This is an entry in the Alt-right Playbook.
You can convince an audience that you’re winning an argument, or at least plant doubts in their head, by holding an offensive posture. Display the outward signs of winning – confidence, always have a comeback, speak in soundbites, attack attack attack – and the audience may think that you won even if your opponent refutes your argument.
You also notice the pattern of the conversation: he says something short, quippy, and wrong, you give a detailed correction, he says something else short, quippy, wrong, and only tangentially related to his last point, and the cycle repeats itself. This goes on and on.
The running theme here is all these people who ostensibly want a frank exchange of ideas spend a lot more time making accusations than asking questions. Because, why ask what you believe when they can tell you what you believe and make you correct them? And if you ever don’t correct them, must be because they’re right.
And you’re not naive; you see what’s going on here. This isn’t about conversation, it’s about boxes. When you say something cogent that they don’t agree with, and they get the sinking feeling that you might start making sense, they need a reason not to listen to you [Cognitive dissonance]. So they reach for a box to stick you in: dishonest feminism, fake progressivism, daddy-issue liberalism. No one in those boxes is worth listening to, which means, as long as they’ve got you in one, they’re not at risk of having their minds changed. This isn’t even an argument with you, not really; their presenting themselves with arguments for why they don’t have to listen to you.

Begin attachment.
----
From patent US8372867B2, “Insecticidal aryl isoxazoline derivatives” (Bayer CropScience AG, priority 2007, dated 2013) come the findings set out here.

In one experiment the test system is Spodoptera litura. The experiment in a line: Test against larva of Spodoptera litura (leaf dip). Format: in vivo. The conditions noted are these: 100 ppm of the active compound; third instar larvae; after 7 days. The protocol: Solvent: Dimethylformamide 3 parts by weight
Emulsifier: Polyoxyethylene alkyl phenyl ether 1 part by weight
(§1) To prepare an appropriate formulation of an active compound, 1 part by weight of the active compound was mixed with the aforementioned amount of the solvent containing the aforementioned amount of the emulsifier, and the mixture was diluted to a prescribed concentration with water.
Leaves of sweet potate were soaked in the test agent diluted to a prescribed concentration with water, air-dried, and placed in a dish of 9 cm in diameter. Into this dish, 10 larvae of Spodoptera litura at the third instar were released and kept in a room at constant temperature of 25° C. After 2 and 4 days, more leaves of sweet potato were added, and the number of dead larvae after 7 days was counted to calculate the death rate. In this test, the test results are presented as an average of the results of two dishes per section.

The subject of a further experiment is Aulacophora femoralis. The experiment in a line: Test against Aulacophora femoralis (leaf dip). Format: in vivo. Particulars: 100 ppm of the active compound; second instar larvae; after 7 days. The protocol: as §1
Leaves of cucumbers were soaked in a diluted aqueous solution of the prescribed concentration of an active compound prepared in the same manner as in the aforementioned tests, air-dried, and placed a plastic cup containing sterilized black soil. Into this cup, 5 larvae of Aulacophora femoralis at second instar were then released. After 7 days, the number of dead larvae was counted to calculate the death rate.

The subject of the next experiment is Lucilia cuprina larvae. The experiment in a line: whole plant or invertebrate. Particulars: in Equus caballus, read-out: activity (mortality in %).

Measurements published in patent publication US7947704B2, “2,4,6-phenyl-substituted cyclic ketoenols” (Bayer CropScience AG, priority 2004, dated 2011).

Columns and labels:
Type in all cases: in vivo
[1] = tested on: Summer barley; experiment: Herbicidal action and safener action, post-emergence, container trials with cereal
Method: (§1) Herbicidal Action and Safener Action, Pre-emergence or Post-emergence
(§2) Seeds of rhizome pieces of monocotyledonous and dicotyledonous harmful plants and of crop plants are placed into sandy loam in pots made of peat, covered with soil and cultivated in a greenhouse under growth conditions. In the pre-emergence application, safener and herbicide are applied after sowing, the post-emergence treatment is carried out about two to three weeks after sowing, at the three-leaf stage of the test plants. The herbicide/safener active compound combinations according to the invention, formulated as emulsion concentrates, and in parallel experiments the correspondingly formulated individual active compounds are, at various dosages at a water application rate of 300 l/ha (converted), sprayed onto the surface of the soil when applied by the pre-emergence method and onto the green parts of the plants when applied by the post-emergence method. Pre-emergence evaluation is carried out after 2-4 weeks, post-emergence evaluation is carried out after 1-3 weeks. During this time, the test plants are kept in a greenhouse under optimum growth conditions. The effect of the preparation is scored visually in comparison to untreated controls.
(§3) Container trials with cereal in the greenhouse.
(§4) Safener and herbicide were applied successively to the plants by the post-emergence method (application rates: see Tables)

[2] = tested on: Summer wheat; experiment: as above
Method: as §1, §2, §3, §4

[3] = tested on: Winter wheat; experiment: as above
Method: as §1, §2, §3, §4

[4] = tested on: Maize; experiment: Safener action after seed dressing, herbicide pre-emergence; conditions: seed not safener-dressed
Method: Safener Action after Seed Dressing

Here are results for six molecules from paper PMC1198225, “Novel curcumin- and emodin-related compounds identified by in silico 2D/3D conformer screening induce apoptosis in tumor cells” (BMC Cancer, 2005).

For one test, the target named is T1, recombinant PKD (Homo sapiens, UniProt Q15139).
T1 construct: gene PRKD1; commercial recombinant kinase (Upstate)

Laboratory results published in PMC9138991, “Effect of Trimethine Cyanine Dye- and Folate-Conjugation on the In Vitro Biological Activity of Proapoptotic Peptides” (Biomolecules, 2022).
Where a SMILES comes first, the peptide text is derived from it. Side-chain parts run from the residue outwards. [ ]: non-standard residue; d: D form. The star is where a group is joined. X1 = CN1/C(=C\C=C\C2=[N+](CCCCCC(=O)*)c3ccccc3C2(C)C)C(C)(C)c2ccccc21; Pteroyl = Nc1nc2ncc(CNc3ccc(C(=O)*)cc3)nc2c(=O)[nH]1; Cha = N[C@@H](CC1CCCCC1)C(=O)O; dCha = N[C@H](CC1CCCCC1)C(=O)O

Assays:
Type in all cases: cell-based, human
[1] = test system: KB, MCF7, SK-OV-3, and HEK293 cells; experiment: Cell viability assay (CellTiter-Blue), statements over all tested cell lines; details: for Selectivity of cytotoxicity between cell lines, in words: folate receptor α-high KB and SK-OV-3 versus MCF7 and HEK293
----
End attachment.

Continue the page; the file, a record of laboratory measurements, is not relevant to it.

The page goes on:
So your first reflex is to defy their expectations. “Actually, my dad was a draft-dodging hippie who told me he loved me every day.” “And I never said what genders my partners are but I promise they’re all feminists.” “As for my accent- actually, I don’t know what to do with the accent thing.” But the point is, “I refuse to fit in your box.” And if they can’t put you in one, if they can’t dismiss you outright, they’ll have to engage with your argument.
But if you’ve spent any time arguing with angry dudes online you know what I’m about to say: They don’t. This accusatory, condescending attitude never falters. Because a technique that has permeated anti-progressivism is to Never Play Defense.
Now don’t get me wrong, what I said about the Right fitting the Left into simplified boxes as a way of preserving their own egos, I do think that’s a thing, at least for many people much of the time. And I think the reassurance it brings is why the technique stays so popular. But that framing is about how individual people are feeling in isolated moments, and leaves out the larger game that’s being played. Because there is a long-term strategic value to never playing defense, and it’s less to do with arguments than with attitude.